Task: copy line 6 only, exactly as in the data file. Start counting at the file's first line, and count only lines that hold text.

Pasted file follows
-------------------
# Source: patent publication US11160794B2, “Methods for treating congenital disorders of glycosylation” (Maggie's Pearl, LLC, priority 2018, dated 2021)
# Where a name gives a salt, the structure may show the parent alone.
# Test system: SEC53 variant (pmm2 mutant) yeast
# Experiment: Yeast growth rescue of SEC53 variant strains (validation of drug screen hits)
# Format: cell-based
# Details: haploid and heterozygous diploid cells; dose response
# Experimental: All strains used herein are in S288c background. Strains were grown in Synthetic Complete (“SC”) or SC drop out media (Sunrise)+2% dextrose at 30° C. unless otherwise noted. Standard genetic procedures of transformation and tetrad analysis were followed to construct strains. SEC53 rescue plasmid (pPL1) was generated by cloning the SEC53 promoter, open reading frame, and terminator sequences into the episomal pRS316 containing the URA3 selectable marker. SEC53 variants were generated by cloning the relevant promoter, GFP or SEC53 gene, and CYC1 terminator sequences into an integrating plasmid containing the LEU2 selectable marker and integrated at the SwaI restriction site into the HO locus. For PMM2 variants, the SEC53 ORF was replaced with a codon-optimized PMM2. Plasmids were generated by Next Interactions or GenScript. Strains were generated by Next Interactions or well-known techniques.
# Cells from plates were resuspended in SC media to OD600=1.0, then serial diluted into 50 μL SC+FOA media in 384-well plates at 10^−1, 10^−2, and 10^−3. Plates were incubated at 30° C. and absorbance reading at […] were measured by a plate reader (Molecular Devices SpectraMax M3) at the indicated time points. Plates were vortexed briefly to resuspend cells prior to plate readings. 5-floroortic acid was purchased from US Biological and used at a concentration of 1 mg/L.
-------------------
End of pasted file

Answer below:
# Details: haploid and heterozygous diploid cells; dose response